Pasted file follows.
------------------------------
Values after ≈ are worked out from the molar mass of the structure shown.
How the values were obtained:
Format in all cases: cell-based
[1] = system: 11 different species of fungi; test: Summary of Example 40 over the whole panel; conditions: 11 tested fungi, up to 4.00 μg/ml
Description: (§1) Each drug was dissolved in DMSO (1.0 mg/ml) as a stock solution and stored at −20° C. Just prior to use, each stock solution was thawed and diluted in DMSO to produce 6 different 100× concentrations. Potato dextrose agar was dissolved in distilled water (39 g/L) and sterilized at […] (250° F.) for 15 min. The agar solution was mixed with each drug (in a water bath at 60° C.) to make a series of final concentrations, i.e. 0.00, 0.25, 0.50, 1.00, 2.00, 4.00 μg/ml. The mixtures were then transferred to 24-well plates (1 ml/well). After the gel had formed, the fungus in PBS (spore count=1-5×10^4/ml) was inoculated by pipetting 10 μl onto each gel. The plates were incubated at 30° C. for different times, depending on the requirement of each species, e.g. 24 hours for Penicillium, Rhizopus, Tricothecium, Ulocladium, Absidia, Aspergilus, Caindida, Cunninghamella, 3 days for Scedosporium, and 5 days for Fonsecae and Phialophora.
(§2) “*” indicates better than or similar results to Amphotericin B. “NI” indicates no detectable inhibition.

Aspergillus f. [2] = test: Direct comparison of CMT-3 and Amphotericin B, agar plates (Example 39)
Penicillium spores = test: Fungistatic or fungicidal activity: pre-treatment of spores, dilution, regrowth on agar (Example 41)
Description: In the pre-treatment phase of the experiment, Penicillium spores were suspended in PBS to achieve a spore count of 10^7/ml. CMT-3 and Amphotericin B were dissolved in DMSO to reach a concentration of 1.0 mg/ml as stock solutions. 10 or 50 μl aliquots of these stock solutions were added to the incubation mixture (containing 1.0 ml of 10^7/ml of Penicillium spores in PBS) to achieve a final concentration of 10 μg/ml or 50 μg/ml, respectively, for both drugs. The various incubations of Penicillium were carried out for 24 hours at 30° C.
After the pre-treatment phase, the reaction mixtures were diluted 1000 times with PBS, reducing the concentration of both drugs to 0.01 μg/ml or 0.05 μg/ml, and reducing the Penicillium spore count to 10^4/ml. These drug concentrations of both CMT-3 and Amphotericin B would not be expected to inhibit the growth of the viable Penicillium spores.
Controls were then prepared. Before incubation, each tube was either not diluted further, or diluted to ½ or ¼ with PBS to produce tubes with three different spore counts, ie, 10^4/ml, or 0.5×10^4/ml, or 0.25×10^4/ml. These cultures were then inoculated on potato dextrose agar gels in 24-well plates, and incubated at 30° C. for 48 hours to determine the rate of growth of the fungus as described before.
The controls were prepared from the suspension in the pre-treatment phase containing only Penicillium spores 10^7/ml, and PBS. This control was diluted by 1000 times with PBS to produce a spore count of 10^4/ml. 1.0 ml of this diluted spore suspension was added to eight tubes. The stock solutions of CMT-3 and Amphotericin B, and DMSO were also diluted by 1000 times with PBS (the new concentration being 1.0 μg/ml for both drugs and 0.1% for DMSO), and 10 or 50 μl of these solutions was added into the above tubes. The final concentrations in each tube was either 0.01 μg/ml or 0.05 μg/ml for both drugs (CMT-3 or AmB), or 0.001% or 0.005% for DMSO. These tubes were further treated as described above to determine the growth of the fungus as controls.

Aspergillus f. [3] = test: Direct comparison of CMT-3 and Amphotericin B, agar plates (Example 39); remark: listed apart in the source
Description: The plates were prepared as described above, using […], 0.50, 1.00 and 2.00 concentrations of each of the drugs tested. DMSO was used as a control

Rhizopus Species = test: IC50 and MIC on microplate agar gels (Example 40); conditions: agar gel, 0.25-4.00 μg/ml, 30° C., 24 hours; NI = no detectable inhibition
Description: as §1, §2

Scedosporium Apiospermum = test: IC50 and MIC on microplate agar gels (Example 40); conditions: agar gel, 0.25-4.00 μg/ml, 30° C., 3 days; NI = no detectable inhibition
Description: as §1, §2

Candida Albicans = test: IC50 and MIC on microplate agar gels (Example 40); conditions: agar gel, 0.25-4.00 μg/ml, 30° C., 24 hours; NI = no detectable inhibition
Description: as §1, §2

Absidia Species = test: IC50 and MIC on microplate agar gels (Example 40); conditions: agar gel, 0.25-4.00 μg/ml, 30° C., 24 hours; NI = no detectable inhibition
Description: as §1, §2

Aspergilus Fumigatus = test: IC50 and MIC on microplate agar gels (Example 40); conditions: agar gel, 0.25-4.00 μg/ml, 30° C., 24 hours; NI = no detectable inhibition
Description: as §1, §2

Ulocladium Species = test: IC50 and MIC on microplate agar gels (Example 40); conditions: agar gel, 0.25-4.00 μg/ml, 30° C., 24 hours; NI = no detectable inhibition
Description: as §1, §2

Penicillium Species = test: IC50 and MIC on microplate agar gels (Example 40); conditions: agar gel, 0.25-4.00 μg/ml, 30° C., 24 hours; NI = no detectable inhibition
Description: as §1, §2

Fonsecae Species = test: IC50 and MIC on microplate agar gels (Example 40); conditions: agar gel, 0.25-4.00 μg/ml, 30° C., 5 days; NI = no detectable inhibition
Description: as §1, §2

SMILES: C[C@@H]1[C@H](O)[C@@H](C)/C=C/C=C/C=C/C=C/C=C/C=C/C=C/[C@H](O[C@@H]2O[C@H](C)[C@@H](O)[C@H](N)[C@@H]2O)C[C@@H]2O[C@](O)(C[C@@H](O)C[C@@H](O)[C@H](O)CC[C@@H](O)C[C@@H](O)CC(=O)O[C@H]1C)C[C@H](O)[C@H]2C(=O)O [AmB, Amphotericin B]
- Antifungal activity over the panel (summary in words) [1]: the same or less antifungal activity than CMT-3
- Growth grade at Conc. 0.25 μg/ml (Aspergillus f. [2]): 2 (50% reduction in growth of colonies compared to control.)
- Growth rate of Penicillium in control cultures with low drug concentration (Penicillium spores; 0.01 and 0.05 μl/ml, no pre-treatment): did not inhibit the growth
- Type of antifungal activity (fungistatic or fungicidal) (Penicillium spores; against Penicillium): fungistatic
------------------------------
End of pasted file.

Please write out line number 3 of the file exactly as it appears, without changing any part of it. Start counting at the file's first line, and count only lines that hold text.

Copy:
Format in all cases: cell-based